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A television show airing in the 1950s became a household favorite, “Father Knows Best.” Jim Anderson, played by Robert Young, had his share of family problems. His character’s wife was Margaret and their kids were Betty, Bud, and Kathy.
Jim had a pet name, “Kitten,” for Kathy, his youngest. A lot of dads have pet names for their kids, and they have quite a few instructional pet phrases. Much of our wisdom and understanding of the world comes from our dads, and a Bible proverb says, “Blessed is the man who finds wisdom, the man who gains understanding” (Proverbs 3:13). See if you recognize any of the fatherly wisdom and idioms, I’ve collected from family and friends:
Don’t make me come in there.
How many times do I have to tell you—clean your room?
You eat me out of house and home.
Don’t cross your eyes. They’ll stick like that.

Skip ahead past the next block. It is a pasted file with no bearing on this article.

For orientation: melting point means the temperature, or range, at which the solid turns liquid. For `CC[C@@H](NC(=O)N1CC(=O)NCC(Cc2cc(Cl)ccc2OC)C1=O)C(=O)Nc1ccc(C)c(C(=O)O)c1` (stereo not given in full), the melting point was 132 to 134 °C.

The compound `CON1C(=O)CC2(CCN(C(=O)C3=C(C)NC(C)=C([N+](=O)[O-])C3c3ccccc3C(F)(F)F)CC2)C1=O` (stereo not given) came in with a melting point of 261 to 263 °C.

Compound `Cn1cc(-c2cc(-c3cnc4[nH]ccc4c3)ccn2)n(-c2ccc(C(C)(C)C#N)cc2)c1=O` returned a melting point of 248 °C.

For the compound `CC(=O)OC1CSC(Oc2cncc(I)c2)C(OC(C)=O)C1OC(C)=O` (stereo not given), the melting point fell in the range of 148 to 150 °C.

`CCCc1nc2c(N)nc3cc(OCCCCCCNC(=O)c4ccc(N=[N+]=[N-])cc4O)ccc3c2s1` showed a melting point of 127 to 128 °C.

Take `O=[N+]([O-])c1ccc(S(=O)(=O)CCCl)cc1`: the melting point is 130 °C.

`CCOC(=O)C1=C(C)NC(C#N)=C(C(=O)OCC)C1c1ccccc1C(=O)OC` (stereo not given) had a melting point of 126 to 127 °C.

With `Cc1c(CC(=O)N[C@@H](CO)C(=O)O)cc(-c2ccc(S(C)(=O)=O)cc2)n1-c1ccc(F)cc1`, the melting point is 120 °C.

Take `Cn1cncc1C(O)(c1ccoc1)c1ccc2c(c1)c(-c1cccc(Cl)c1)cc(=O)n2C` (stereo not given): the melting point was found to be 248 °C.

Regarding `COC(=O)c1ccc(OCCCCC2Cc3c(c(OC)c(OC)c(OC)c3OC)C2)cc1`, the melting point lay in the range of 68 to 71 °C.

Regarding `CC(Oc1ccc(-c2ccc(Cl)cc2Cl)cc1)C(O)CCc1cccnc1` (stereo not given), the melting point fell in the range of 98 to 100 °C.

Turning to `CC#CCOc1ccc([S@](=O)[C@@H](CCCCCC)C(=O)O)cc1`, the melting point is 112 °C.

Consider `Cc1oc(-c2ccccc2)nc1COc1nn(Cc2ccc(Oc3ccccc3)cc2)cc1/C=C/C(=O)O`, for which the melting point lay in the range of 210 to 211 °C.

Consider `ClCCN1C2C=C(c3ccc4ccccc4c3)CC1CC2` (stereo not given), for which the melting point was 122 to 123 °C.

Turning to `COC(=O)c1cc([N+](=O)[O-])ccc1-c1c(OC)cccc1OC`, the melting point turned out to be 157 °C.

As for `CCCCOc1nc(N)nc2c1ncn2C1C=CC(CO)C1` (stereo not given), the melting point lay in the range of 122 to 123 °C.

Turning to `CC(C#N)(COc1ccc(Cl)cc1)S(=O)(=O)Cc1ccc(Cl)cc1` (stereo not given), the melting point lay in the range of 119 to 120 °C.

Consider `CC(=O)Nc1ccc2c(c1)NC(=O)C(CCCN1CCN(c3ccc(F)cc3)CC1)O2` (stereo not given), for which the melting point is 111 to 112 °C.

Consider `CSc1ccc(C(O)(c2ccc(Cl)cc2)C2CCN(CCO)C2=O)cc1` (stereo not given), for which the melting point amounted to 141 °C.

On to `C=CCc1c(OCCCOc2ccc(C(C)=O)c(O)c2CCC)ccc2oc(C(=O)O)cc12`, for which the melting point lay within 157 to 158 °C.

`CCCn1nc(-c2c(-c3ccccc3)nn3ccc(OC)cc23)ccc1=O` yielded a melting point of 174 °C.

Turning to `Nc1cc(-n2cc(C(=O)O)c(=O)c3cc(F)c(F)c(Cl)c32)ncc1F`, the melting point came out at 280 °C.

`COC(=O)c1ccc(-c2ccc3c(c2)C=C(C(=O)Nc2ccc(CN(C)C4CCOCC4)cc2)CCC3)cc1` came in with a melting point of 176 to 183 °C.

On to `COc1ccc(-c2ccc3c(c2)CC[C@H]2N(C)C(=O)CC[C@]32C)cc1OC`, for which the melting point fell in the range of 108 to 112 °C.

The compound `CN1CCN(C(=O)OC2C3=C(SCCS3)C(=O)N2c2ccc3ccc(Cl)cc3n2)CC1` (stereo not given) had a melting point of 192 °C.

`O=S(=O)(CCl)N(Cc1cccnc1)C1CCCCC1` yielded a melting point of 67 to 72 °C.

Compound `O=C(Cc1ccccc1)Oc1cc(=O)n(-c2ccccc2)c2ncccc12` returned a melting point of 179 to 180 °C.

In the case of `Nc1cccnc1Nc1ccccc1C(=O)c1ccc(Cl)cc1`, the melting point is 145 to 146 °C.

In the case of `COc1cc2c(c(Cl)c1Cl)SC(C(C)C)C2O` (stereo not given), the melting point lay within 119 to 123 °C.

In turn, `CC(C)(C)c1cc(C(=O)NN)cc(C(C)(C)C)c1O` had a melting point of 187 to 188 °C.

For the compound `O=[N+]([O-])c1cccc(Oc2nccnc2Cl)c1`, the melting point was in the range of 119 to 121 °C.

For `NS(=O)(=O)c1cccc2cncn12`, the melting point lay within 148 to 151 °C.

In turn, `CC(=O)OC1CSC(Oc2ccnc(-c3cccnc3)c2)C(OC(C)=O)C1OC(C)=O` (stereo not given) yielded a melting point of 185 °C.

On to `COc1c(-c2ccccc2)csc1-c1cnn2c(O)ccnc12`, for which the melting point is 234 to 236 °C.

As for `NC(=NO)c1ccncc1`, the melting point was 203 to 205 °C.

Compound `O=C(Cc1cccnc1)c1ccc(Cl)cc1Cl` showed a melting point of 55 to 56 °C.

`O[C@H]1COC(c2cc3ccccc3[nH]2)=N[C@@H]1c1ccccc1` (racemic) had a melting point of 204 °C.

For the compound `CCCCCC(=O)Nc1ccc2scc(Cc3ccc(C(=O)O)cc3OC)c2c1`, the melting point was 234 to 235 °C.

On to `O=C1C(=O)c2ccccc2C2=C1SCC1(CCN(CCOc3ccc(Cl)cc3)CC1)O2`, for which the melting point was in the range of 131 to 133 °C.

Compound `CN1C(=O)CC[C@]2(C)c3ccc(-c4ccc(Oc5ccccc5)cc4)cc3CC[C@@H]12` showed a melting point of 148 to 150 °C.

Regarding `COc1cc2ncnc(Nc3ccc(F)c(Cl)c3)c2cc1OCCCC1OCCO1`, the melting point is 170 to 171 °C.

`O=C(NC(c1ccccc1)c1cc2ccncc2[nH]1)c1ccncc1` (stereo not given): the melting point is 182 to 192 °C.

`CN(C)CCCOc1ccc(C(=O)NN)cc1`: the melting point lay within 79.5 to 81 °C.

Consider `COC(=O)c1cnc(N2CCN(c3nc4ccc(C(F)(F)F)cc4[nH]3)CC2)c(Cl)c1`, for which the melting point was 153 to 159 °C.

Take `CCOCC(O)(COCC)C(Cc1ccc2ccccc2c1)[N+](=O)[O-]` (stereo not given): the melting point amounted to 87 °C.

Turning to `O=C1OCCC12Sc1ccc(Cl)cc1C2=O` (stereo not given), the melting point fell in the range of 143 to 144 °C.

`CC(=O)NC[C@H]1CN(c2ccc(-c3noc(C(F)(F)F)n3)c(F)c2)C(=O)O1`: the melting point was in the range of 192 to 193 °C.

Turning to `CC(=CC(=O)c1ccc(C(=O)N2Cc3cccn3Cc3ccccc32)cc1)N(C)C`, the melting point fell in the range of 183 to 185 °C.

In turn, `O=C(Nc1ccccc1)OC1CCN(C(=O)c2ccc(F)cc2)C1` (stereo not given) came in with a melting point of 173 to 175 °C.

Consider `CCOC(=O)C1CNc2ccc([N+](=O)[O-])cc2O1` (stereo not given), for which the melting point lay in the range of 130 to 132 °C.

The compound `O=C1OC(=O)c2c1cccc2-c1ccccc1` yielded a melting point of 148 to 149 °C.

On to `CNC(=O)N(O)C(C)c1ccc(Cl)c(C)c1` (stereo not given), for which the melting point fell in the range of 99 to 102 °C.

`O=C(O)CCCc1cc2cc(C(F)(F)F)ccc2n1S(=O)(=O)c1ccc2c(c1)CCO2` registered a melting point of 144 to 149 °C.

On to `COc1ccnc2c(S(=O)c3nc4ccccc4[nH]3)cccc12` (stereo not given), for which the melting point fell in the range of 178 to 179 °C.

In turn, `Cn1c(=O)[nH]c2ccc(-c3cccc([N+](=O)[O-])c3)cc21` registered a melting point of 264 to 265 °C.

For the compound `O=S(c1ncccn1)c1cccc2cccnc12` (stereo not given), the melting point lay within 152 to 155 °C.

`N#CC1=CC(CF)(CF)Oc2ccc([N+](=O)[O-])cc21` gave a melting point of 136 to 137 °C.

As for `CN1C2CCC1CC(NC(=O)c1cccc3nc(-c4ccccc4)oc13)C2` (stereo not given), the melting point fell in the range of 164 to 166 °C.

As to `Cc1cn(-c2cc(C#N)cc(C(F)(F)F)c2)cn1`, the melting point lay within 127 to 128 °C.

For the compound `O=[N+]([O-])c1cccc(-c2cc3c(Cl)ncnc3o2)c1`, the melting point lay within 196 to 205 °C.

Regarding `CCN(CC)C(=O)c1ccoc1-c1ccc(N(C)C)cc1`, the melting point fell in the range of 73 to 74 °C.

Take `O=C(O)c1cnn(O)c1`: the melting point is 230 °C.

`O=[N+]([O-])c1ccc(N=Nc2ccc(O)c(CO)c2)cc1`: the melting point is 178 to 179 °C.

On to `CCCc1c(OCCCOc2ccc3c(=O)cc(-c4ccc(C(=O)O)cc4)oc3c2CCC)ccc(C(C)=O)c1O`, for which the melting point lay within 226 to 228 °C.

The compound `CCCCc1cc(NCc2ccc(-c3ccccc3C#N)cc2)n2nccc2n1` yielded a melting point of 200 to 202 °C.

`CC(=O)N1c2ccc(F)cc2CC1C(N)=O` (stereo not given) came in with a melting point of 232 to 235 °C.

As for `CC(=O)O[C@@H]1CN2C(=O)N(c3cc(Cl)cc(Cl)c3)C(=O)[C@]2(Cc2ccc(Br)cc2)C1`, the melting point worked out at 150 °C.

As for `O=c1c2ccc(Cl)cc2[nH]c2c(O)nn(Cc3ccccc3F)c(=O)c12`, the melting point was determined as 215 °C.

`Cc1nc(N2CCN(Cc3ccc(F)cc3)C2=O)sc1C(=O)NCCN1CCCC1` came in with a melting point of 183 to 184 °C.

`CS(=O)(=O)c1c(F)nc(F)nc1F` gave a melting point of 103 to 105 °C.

Keep on crying, and I’ll give you something to cry about.
Don’t sit so close to the TV.
Finish your dinner, there are starving kids in the world.
If I’ve told you once, I’ve told you a million times.
Sit up straight.
Use your inside voice.
Money doesn’t grow on trees.
If I have to tell you one more time . . .
No, we’re not there yet. Don’t ask again.
You’ll shoot your eye out.
Obey your mother.
Don’t talk back to your mother.
Apologize to your mother.
I can’t leave you alone for a minute.
This is going to hurt me more than it hurts you.
Wash your ears out.
What part of “No” don’t you understand?
Didn’t I tell you that’d happen?
You’ll spoil your appetite.
Don’t roll your eyes at me.
This is the last time I’m going to tell you.
Once you get in your house, you can do what you want.
Stop touching your brother.
Let’s play the quiet game.
What in the Sam Hill are you doing?
Write that down in your little black book.
Cut that out.
Wipe that look off your face.
Use your manners.
Because I said so.
If your dad is still around, be sure to thank him for all the memorable advice delivered in simple slogans and add a plate of homemade cookies and a big kiss on the cheek.